Dinner Fork

The dinner fork is part of the traditional five-piece flatware setting. It is used during the main course. A dinner fork is a tool consisting of a handle with several narrow tines on one end.

Salad Fork

Similar to a dinner fork, but shorter and may have one of the outer tines shaped differently.

Dessert Fork

A dessert fork is smaller and features a thinner build then a salad fork. It is typically used for eating desserts like pie and cake. In Europe, a dessert fork is often referred to as a pudding fork or cake fork.

Cocktail Fork

A cocktail fork is a small fork resembling a trident used for spearing cocktail garnishes, such as olives or cheese. This is an individual fork traditionally used with the standard five-piece place setting.

Buying Guide | Flatware 101Teaspoon

A teaspoon is a small spoon, commonly part of a table place setting suitable for stirring and sipping the contents of a cup of tea or coffee.

Soup Spoon

A soup spoon is a type of spoon with a large or rounded bowl, used for eating soup. This term can refer to the Western soup spoon or the Chinese spoon. The Western soup spoon features a deep, circular bowl for holding liquid. The Chinese soup spoon is usually ceramic and of a distinct Chinese soup spoon shape.

Dessert Spoon

A dessert spoon is a spoon designed specifically for eating dessert and sometimes used for soup or cereals. Similar in size to a soup spoon but with an oval rather than round bowl, it typically has a capacity around twice that of a teaspoon.

Tablespoon

A tablespoon is the largest type of spoon used for eating from a bowl. In Europe, a tablespoon is a type of large spoon usually used for serving.

Bouillon Spoon

This is another type of soup spoon mainly used for clear soups or broths. The bouillon spoon has a rounded spoon head.

Demitasse Spoon

A demitasse spoon is a diminutive spoon and smaller than a teaspoon. It is traditionally used for coffee drinks in specialty cups and for spooning cappuccino froth. It is also used as a baby spoon.

Know the Difference | 18/10 vs. 18/0 Grade Stainless Steel

The 18/10 and 18/0 specifications are simply figures that illustrate the percentages of chromium and nickel content present in the stainless steel. Examples: if a piece of flatware has 18/10 construction, there is 18% chromium and 10% nickel content. If the flatware has an 18/0 construction, there is 18% chromium with zero nickel matter. Chromium is a hard metallic substance that helps increase product hardness. Nickel is defined as a silvery metallic element that helps resist corrosion.Buying Guide | Flatware 101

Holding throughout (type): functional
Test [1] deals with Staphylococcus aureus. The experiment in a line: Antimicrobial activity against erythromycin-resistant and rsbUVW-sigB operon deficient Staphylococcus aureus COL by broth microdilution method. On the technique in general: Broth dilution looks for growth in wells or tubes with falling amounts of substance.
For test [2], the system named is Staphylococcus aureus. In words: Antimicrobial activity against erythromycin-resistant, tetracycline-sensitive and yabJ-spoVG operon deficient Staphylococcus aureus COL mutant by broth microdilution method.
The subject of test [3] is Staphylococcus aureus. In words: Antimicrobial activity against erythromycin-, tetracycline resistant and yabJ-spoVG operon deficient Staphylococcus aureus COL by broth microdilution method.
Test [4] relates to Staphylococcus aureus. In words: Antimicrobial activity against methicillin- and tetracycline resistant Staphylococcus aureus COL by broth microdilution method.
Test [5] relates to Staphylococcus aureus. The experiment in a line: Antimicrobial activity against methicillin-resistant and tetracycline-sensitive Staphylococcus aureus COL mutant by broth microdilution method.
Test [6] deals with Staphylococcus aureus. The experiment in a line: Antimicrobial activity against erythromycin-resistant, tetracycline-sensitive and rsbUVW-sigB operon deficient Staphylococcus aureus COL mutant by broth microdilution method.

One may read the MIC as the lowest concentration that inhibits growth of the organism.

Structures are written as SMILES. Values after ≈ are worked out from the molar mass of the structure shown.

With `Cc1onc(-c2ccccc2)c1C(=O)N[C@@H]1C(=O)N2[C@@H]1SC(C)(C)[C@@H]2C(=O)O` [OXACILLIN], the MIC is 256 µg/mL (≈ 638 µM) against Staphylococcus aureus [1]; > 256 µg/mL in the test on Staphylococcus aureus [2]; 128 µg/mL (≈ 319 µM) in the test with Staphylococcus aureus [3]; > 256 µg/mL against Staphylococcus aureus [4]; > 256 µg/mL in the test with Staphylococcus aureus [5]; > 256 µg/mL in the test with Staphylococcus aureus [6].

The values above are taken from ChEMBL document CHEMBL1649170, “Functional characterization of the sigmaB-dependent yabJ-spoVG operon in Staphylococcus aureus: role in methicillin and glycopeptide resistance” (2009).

18/10 Flatware Features:

  • Brilliant luster
  • Rust-resistant material
  • Durable construction
  • Easy to maintain

18/0 Flatware Features:

  • Soft shine
  • Zero nickel content
  • Economical design
  • Subject to staining

Purchasing flatware might seem like a complicated process, but with the proper information and knowing the basics you can create a special table setting for any guest setting. Tundra Restaurant Supply offers hundreds of flatware collections at every price point.

Continue Reading

Test Strips and Sanitizers: A Complete Buying Guide

Are Test Strips Required, and Why?

Commercial sanitizers and test strips are required by health department regulations, and in Colorado those are the Colorado Retail Food Establishment Rules and Regulations.  Why do you need Test Strips and Sanitizers: A Complete Buying Guidethem?  Because test strips tell you if the chemical sanitizing solution is the required concentration.  Section 4-402 reads:

“A test kit or other device that accurately measures the concentration in parts per million (mg/L) of the sanitizing solution shall be available and used.”

What is Sanitization and Why is it Important?

Good questions, and I’m glad you asked!  Here is the definition from Section 1-202:

“Sanitization means the application of cumulative heat or chemicals on cleaned food-contact surfaces that, when evaluated for efficacy, is sufficient to yield a reduction 5 logs, which is equal to a 99.999% reduction, of representative disease microorganisms of public health importance.”

Simply put, if you apply either sufficient heat, or sufficient chemical sanitizer, then nasty microbes that can make you sick are reduced by 99.999%.  That protects you and your customers, and it is important.  The regulations define how much is sufficient, and I discuss that next.